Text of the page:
According to APIC’s CAUTI guide, the following practices should be implemented in CAUTI prevention efforts:
Use indwelling catheters only when medically necessary
Use aseptic insertion technique with proper hand hygiene and glove use
Properly secure catheters after insertion to prevent movement and urethral traction
Remove catheters when no longer necessary
Consider alternatives to indwelling urethral catheters, such as intermittent catheterization
Catheter-Related Bloodstream Infections (CRBSIs)
There is no dearth of information related to CRBSIs in the medical literature, as it appears to be one of the most well documented and studied HAIs. It has been estimated by Raad, et al. (2007) that a mortality rate of 12 percent to 25 percent can be attributed to catheter-related bacteremia among critically ill patients. Crnich and Maki (2005) suggest that the most significant sources of CRBSI are device colonization or infusion of contaminated fluid, and that access to the device surface by pathogens can be accomplished through invasion of the percutaneous tract during catheter insertion or in subsequent days; contamination of the catheter hub during guidewire insertion or during other manipulation; and seeding from a remote source of localized infection.
CRBSIs are clearly preventable, as demonstrated by the Michigan Health and Hospital Association’s Keystone Center for Patient Safety and Quality Keystone ICU project (see related article on page 8). The 67 hospitals involved in the project implemented five evidence-based practices (hand hygiene, barrier precautions during insertion, skin cleansing with chlorhexidine gluconate, avoidance of the use of the femoral site, and removal of unnecessary catheters) were able to reduce their median CRBSI rate per 1,000 catheter days from 2.7 infections at baseline to zero at three months after implementation of the five-step intervention.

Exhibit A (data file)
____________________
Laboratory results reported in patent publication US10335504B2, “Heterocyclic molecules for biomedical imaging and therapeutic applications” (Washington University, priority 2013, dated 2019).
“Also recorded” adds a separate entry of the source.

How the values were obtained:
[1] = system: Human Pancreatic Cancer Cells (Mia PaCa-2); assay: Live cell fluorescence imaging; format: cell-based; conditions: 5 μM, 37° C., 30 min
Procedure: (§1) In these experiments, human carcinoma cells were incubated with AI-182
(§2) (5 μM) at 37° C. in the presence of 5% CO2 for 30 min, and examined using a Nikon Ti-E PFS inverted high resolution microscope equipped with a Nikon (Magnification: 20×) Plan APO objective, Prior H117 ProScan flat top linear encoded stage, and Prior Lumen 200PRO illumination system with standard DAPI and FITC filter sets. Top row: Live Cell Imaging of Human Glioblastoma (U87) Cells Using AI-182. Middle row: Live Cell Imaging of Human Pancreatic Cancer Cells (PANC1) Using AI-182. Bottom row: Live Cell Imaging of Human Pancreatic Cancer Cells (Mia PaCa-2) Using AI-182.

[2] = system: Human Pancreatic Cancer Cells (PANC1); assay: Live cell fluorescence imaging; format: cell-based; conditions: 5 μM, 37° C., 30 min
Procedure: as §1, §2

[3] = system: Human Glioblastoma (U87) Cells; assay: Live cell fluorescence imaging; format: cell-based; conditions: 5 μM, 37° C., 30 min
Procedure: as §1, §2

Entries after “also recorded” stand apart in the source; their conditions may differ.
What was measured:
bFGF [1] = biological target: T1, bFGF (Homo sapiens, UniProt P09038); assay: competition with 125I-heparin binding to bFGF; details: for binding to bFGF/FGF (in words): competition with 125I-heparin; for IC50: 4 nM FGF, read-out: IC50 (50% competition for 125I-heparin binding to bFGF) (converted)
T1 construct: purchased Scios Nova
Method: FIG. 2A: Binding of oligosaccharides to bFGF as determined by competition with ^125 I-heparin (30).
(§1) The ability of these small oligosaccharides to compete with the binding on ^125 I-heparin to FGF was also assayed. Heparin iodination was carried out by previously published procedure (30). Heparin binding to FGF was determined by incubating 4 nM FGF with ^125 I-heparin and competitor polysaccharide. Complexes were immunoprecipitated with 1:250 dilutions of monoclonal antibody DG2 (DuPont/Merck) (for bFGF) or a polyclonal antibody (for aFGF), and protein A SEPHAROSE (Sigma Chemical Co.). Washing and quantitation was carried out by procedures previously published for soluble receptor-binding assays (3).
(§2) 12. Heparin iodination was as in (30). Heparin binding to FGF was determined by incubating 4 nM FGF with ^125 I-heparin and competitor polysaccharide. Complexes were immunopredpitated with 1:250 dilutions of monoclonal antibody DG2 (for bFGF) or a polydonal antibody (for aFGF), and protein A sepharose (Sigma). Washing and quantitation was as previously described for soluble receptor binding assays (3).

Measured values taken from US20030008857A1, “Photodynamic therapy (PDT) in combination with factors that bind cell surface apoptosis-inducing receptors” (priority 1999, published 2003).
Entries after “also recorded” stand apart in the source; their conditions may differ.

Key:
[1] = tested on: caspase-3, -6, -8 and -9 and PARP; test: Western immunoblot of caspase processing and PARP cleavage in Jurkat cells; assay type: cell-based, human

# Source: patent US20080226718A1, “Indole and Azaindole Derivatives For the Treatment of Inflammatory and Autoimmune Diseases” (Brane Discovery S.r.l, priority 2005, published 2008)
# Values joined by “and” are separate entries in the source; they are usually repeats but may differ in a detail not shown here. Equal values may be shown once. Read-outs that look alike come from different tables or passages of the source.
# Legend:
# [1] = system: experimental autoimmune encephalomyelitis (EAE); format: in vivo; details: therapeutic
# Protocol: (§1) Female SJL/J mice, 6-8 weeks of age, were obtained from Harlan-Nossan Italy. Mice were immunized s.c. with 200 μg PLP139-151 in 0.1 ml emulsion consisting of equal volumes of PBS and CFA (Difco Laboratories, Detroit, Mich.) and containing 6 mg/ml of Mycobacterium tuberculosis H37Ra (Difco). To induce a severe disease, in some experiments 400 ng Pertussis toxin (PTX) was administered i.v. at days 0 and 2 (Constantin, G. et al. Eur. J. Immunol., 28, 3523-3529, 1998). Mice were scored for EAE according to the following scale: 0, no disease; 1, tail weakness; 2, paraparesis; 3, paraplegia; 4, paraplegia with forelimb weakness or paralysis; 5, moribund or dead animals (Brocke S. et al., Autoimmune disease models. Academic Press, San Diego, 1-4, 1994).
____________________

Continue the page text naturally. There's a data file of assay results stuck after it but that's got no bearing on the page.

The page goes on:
APIC’s 2009 Guide to the Elimination of Catheter-Related Bloodstream Infections (CRBSIs) outlines the progression of research relating to CRBSI prevention and control, noting that, “Emerging technologies, improvements in the evidence base, and promotion to facilities’ administration and infection prevention staff of ‘bundled’ prevention measures to be used during catheter insertion have revolutionized the strategies employed by clinicians to reduce CRBSIs.” Recent guidance has come from the Department of Health and Human Services (HHS) in its 2009 Action Plan to Prevent Healthcare-Associated Infections. In this document, the HHS gathered recommendations from the CDC’s Category 1A recommendations as follows:
Maintain aseptic technique during insertion and care of intravascular catheters
Use aseptic technique including the use of a cap, mask, sterile gown, sterile gloves, and a large sterile drape, for the insertion of central venous catheters (CVC),including for peripherally inserted central catheters (PICC) and guide wire exchange
Apply an appropriate antiseptic to the insertion site on the skin before catheter insertion and during dressing changes
Although a 2 percent chlorhexidine-based preparation is preferred, tincture of iodine, an iodophor, or 70 percent alcohol can be used
Select the catheter, insertion technique and insertion site with the lowest risk for complications (infectious and noninfectious) for the anticipated type and duration of IV therapy
Use a subclavian site (rather than a jugular or a femoral site) in adult patients to minimize infection risk for non-tunneled CVC placement
Weigh the risk and benefits of placing a device at a recommended site to reduce infectious complications against the risk for mechanical complications (e.g., pneumothorax, subclavian artery puncture, subclavian vein laceration, subclavian vein stenosis, hemothorax, thrombosis, air embolism and catheter misplacement)
Use either sterile gauze or sterile, transparent, semi-permeable dressing to cover the catheter site
Promptly remove any intravascular catheter that is no longer essential
Replace the catheter-site dressing when it becomes damp, loosened or soiled or when inspection of the site is necessary
Crnich CJ and Maki DG. The promise of novel technology for the prevention of intravascular device-related bloodstream infection. Ann Intern Med. 142(6):451-466. 2005.
Gould CV, Umscheid CA, Agarwal RK, Kuntz G, Pegues DA and the Healthcare Infection Control Practices Advisory Committee (HICPAC). Guideline for the Prevention of Catheter-Associated Urinary Tract Infections, 2009.
Greene L, Marx J and Oriola S. Guide to the Elimination of Catheter-Associated Urinary Tract Infections (CAUTIs). APIC Elimination Guide. 2008.
Murphy C, et al. Guide to the Elimination of Catheter-Related Bloodstream Infections (CRBSIs). APIC Elimination Guide. 2009.
Raad I, Hanna H and Maki DG. Intravascular catheter-related infections: Advances in diagnosis, prevention and management. Lancet Infect Dis. 7(10):645:657. 2007.
Umscheid C, Mitchell M, Agarwal R, Williams K, Brennan P. Mortality from reasonably-preventable hospital-acquired infections. Included in written testimony by the Society of Healthcare Epidemiology of America for the Committee on Oversight and Government Reform Hearing on HAIs. April 16, 2008.